It could be argued that the risks of stigmatising differences through the process of identifying students eligible for state assistance are being replaced by the risk of individual needs not being met by the universal approach. This reflects the ‘dilemma of difference’ (Norwich 2006). The context of this research reflects the concept of ‘dilemmas of difference’ in that the changes in financial support for disabled students suggests “a situation where there is choice between alternatives when neither is favourable” (Judge 1981 cited by Norwich 2006, no page). However, research into the experiences of academics could inform the dilemma, for example: their experiences of providing for the individual needs of disabled students versus changing their teaching and learning approaches to include all students. Therefore the primary questions that will guide this research aims to answer are: What are the experiences of academics of meeting the needs of disabled students in an environment that aspires towards the “social model of disability” (Oliver 2013)? What are the day-to-day experiences of academics of collaborative working with disability support departments? The project uses an inductive approach using a “mixed methods multiple case study design” (Plano Clark and Ivankova 2016, p.147) across two anonymised universities. A “sequential Qual-Quan” process (Plano Clark and Ivankova 2016, p.123) means collecting qualitative interview data alongside documents and artefacts, followed by quantitative survey data to corroborate initial results. I intend to contact between twelve and sixteen academics in two universities to provide breadth to the findings. This number is based on the sample size suggested by Lopes and Dewan’s study (2014). Access to participants will be partly through personal networks and reliant on “snowballing techniques” (Lopes and Dewan 2014, 31) but will also include semi-structured interviews with both a disabled student participant in each university and at least one of their lecturers, to provide two different experiences of the same encounter. This will provide further depth to the findings. A questionnaire will be piloted prior to the wider survey and a pilot study is planned to provide data from in-depth interviews and focus groups to establish the issues to be investigated in the main study.
The additional knowledge provided by this research has the potential for influencing higher education disability policy and changing teaching and support practices by contributing to further understanding of disability issues at a time of change. This includes adding to knowledge around “academic precarization” (Lopes and Dewan 2014, p.29) or rising insecure contracts for academics in higher education which has taken place across Europe under neoliberal policies of marketisation (Lopes and Dewan 2014), and its effects on provision for an increasing number of disabled students. The principle of researching into the experiences of stakeholders who are on the periphery of disability support, or providing “informal support” (Williams 2015, p.61) such as academics, could also be used as a reference for future studies on disability in higher education such as the experiences of the careers service, chaplaincy, student union or work placement organisers. It could also be a principle relevant for commercial organisations aiming to increase diversity in the workforce.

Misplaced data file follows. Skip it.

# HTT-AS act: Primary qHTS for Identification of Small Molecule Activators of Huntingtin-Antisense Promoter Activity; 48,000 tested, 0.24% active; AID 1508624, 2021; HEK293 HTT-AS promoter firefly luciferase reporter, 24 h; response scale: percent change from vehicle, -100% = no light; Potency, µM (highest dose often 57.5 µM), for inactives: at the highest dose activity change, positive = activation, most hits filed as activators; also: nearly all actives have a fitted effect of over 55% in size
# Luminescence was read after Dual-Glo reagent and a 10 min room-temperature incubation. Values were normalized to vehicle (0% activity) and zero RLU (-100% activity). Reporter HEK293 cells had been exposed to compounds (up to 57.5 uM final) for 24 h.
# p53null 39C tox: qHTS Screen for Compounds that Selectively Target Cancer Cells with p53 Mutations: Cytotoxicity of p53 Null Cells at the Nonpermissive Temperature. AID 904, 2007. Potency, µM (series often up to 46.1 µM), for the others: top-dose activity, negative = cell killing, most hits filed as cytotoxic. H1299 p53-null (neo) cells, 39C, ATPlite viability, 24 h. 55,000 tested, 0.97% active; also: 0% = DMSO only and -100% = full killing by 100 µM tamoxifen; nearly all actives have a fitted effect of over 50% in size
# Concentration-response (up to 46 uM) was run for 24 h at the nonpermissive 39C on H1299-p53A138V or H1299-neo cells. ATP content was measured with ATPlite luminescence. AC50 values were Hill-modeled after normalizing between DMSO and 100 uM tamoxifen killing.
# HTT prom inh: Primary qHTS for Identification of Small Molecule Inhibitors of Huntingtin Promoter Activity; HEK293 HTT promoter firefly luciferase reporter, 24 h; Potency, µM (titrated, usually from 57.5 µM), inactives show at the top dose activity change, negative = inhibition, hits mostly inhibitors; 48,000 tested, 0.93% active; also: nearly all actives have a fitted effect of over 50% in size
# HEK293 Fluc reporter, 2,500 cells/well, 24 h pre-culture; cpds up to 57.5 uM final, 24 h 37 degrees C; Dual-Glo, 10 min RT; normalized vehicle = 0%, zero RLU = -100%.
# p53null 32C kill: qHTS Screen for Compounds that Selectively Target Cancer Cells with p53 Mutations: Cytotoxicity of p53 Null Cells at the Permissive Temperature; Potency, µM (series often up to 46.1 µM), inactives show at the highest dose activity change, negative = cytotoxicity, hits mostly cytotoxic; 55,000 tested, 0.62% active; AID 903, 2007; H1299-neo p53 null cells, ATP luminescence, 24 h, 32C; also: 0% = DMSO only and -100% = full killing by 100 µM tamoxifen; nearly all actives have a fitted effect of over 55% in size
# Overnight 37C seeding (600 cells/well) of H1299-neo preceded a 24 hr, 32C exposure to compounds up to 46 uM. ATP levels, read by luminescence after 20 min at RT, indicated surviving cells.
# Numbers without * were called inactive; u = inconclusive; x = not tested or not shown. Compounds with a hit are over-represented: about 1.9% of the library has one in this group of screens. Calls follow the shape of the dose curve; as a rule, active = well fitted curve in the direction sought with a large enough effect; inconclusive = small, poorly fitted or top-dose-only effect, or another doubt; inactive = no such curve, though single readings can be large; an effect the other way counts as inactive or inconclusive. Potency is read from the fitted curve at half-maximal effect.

Communication (EU) 2010/636 From the Commission to the European Parliament, The Council, The European Economic and Social Committee and the Committee of Regions. European Disability Strategy 2010-2020: A renewed Commitment to a Barrier-Free Europe  COM (2010) 636 final. Great Britain. Department for Business, Innovation and Skills, 2014. Higher Education. Disabled Students’ Allowances: Equality Analysis [online]. London: Department for Business Innovation and Skills (BIS/14/1108). Available at: https://www.gov.uk/government/uploads/system/uploads/attachment_data/file/392610/bis-14-1108-higher-education-disabled-students-allowances-equality-analysis-revised-16-12-2014.pdf [Accessed 31 January 2018]. Locke, W., Whitchurch, C., Smith, H., and Mazenod, A., 2016. Shifting landscapes Meeting the staff development needs of the changing academic workforce [online]. York: Higher Education Academy. Available at: https://www.heacademy.ac.uk/system/files/shifting_landscapes_1.pdf [Accessed 20 October 2017]. Lopes, A. and Dewan, I., 2014. Precarious pedagogies? The impact of casual and zero-hour contracts in Higher Education. Journal of Feminist Scholarship [online], 7 (8), pp. 28-42. Norwich, B., 2006. Dilemmas of difference, inclusion and disability: international perspectives. British Educational Research Association Annual Conference [online], University of Warwick, 6-9 September 2006. Education-Line. Available at: http://www.leeds.ac.uk/educol/documents/161083.htm [Accessed 21 October 2017]. Oliver, M., 2013. ‘The Social Model of Disability: Thirty Years On’. Disability & Society, 28 (7), pp.1024-1026. Plano Clark, V., and Ivankova, N., 2016. Mixed Methods Research: A Guide to the Field. Thousand Oaks, Ca: Sage. Rodger, J., Wilson, P., Roberts, H., Roulstone, A., and Campbell, T., 2015. Support for Higher Education Students with Specific Learning Difficulties Report to HEFCE by York Consulting and University of Leeds [online]. Leeds: York Consulting LLP. Available at: http://www.hefce.ac.uk/media/HEFCE,2014/Content/Pubs/Independentresearch/2015/SupportforStudentswithSpLD/HEFCE2015_spld.pdf [Accessed 20 October 2017]. Shakespeare, T., Watson, N., 2002. The Social Model of Disability: an Outdated Ideology? Research in Social Science and Disability [online], 2, pp.9-28. UCAS, 2017. End of Cycle 2016 Data Resources DR2_025_05 Acceptances by disability (Applied before June deadline and UK domiciled) [online]. Cheltenham: UCAS. Available at: https://www.ucas.com/file/86286/download?token=Yz8JwdP_ (UCAS 2016) [Accessed 21 October 2017]. Williams, M., Coare, P., Marvell, R., Pollard, E., Houghton, A., Anderson, J., 2015. Understanding provision for students with mental health problems and intensive support needs. Report to HEFCE by the Institute for Employment Studies (IES) and Researching Equity, Access and Participation (REAP) [online]. Brighton: Institute for Employment Studies. Available at: http://www.hefce.ac.uk/media/HEFCE,2014/Content/Pubs/Independentresearch/2015/Understanding,provision,for,students,with,mental,health,problems/HEFCE2015_mh_.pdf [Accessed 20 October 2017].